Inbound Logistics | January 2024


Software Services

The global delivery drones market size was valued at $530.2 million in 2022 and is expected to grow at a compound annual growth rate (CAGR) of 42.6% from 2023 to 2030.

$65.1M $99.8M


THE SKY’S THE LIMIT A big selling point for last-mile drone delivery is convenience. It’s the ability to get Tylenol to a sick child in the middle of the night within 30 minutes or a forgotten ingredient while cooking dinner. “We call it the ‘autonomy economy’ and it will change everything,” says Flippo. “It’s not that it’s cheaper per delivery. It’s that you can do incredibly convenient things.” A Drone Express app is already available that allows people to shop locally with unlimited delivery for $9.49 a month. Early fall 2023 was a busy and productive time in the American drone marketplace. Four drone companies achieved the coveted FAA authorization to y beyond the visual line of sight (BVLOS). Two of the companies—Zipline and UPS Flight Forward—intend to use their BVLOS approvals to conduct drone package deliveries. Zipline is authorized to operate its Sparrow drone, while UPS Flight Forward is authorized to operate Matternet 2. These approvals are a huge step forward for the drone delivery industry, which has been building momentum ever since Jeff Bezos rst spun his seemingly fantastical tale regarding the future of Amazon deliveries a decade ago. It turns out he wasn’t spouting science ction, as 95% of Amazon deliveries

weigh less than ve pounds and drone delivery is within the realm of possibility. The company’s Amazon Prime Air service will deliver to customers in three U.S. locations as well as cities in Italy and the UK by the end of 2024. In terms of last-mile drone delivery, even the ve-pound weight limit is surmountable. “If you place a huge order with Kroger, it’ll show up via ve drones because it doesn’t cost us anything to send them all to your house,” says Flippo. Their service also helps customers eliminate the need for order substitutions. “If you order one avor of ice cream and it’s not in stock, a drone from a different store will bring it to you,” she adds. A DEMAND FOR EXPERTISE Drone implementation will also create jobs. Just as manned aviation requires air trafc controllers, so does autonomous aviation. Robotics-related expertise will be in demand, as will software developers working on drone systems. A whole new industry aimed at developing and advancing drones is springing up. The sky is indeed the limit. “Right now, the regulatory landscape is the biggest hurdle facing mass adoption of drone delivery,” O’Sullivan says. “The innovative technology provides a reliable, eco-friendly, and cost-efcient delivery model.” n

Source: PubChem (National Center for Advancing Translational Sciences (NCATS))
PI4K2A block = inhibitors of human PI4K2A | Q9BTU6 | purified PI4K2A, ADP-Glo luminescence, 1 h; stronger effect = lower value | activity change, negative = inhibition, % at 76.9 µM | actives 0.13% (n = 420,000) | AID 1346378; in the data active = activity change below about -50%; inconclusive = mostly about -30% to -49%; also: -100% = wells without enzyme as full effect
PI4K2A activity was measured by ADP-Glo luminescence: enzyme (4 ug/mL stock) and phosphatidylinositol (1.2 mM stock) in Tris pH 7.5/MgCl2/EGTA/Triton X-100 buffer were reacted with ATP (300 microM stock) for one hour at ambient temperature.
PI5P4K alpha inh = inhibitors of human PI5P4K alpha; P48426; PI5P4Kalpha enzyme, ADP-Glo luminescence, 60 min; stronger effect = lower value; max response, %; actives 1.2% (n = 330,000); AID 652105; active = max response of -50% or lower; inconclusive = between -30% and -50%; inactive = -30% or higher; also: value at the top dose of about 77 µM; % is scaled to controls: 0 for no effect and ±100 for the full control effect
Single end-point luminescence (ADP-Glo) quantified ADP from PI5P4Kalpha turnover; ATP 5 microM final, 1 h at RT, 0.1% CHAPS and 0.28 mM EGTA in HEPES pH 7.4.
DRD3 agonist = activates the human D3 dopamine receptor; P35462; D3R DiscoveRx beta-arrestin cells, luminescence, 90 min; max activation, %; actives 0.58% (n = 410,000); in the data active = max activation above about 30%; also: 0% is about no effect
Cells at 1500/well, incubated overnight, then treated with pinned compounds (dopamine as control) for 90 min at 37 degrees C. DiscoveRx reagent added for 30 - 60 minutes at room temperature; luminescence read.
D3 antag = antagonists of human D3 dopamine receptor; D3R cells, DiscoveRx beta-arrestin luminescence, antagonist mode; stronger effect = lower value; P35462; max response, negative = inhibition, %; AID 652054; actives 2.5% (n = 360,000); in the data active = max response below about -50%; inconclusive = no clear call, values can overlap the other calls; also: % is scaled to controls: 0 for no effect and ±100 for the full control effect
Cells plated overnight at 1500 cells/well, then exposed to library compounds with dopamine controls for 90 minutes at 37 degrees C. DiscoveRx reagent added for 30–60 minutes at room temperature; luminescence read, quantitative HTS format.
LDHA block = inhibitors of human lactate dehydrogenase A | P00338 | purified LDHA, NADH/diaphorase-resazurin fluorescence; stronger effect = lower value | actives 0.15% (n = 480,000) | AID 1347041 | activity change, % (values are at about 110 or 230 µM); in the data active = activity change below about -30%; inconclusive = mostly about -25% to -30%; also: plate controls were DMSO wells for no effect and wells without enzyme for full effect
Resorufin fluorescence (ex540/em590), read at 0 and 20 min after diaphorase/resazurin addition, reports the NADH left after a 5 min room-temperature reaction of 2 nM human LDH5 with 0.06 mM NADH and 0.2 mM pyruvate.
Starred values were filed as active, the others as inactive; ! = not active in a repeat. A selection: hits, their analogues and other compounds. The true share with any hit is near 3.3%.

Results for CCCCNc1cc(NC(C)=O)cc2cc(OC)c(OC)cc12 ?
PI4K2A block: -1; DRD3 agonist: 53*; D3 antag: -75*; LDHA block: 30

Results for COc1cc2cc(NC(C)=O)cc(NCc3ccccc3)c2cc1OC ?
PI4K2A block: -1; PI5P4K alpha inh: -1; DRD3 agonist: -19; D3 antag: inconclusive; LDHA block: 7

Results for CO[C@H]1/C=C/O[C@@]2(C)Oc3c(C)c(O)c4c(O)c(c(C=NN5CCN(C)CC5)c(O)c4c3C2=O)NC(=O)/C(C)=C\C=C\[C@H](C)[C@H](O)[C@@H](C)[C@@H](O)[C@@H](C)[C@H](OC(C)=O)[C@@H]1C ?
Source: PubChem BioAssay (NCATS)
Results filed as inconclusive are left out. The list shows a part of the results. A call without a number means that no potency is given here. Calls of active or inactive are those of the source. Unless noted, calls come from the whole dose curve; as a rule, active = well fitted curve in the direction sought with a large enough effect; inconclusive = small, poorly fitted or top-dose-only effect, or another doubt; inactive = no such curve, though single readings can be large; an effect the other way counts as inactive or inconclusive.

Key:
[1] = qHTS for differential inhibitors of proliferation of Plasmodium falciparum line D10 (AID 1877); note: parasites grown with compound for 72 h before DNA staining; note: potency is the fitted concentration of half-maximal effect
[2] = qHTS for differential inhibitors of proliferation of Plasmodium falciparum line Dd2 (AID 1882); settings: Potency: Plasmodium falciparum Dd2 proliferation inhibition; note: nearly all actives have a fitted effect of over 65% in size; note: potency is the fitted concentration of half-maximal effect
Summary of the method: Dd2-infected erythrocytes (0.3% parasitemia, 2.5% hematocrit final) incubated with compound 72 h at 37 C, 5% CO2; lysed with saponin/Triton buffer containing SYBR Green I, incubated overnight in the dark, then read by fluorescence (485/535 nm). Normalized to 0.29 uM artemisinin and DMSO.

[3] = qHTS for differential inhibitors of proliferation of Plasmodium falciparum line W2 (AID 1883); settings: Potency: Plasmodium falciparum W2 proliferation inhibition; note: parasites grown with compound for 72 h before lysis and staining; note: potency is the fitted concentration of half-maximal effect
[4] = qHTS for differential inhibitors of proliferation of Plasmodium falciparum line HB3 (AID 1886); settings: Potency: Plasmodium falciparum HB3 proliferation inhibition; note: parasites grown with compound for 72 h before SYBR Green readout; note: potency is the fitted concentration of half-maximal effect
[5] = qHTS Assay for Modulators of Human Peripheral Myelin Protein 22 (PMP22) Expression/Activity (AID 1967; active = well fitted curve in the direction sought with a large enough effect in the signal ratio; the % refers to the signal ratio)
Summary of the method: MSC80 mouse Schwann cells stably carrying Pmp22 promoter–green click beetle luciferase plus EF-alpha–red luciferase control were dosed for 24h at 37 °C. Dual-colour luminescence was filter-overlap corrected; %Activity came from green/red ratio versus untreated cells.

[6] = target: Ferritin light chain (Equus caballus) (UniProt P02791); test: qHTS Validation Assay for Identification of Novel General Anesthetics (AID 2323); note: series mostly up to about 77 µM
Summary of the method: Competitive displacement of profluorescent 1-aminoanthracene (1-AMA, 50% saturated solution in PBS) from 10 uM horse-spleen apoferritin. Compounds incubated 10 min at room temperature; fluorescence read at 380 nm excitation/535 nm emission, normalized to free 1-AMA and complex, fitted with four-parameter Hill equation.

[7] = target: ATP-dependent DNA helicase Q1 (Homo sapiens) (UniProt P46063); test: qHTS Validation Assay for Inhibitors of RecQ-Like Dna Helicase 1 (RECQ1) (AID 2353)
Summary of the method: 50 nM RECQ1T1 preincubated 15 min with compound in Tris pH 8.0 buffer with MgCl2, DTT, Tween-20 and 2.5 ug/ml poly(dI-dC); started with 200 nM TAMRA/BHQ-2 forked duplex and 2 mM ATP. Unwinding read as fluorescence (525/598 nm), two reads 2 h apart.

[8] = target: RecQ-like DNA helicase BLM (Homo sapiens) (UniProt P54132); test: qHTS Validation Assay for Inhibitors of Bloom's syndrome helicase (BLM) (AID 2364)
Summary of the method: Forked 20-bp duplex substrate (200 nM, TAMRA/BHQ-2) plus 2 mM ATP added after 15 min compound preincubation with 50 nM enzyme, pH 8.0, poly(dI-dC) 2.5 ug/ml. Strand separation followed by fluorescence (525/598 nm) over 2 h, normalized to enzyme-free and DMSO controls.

The Chaparral aircraft is designed to carry 300 to 500 pounds of cargo and has a range of up to 300 miles. These kinds of statistics are game changers in the middle-mile arena. Volansi’s deliveries focus on commercial and defense industries including construction, mining, oil and gas, medical, and heavy equipment operations. Meanwhile, Elroy Air is working with FedEx Express to test a concept for middle-mile logistics and has also signed several agreements with prospective customers interested in using its Chaparral aircraft for commercial, military, and humanitarian operations. The bottom line is last-mile delivery drones have smaller payload capacities and shorter ranges than drones being developed for middle-mile logistics. The ability to carry more cargo for longer distances increases middle-mile drone cost benets over traditional transportation in this area. Among other advantages, middle-mile drones like Elroy’s slash transportation hours and handoff times tied to trucks and other grounded vehicles. And, they actively shift the economic value of time savings to both the sender and receiver, according to a 2020 white paper from Levitate Capital, a venture rm focused on next-generation air mobility. ( Note: Levitate Capital is an Elroy Air investor. )

January 2024 • Inbound Logistics 179

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